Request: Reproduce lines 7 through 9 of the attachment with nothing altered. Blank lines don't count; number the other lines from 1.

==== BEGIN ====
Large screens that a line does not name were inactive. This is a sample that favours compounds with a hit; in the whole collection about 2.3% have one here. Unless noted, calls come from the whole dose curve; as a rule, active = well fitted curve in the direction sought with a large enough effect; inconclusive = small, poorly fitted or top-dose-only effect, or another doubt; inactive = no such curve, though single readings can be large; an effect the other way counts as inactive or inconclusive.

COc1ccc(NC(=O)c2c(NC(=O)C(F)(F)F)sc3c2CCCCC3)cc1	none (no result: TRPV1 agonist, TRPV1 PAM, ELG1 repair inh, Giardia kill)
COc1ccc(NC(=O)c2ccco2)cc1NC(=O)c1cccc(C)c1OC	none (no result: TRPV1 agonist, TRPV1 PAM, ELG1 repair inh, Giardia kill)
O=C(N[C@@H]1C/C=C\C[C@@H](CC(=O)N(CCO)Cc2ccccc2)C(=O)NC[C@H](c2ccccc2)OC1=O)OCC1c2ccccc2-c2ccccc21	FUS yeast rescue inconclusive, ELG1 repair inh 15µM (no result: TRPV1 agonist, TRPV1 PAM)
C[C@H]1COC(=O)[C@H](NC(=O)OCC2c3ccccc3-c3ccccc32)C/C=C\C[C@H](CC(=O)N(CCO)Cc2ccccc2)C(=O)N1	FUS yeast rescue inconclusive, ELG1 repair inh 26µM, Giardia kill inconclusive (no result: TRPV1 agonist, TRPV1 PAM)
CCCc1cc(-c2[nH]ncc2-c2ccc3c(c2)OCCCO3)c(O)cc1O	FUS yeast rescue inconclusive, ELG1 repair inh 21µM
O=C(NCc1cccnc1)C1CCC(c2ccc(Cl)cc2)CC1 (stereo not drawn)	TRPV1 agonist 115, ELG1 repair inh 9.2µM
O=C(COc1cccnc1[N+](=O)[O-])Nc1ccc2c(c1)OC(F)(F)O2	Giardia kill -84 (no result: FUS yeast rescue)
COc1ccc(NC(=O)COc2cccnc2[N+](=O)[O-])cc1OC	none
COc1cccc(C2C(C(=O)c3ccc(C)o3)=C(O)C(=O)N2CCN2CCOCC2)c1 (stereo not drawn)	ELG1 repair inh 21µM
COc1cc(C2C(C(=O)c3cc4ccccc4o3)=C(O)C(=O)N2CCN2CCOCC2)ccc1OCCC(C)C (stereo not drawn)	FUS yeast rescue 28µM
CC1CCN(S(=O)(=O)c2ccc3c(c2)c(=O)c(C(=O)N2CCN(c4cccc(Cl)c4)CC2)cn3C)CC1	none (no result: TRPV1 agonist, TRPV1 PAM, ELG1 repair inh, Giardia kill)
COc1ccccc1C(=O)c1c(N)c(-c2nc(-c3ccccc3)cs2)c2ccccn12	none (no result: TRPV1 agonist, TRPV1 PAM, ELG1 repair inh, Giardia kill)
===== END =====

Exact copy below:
O=C(NCc1cccnc1)C1CCC(c2ccc(Cl)cc2)CC1 (stereo not drawn)	TRPV1 agonist 115, ELG1 repair inh 9.2µM
O=C(COc1cccnc1[N+](=O)[O-])Nc1ccc2c(c1)OC(F)(F)O2	Giardia kill -84 (no result: FUS yeast rescue)
COc1ccc(NC(=O)COc2cccnc2[N+](=O)[O-])cc1OC	none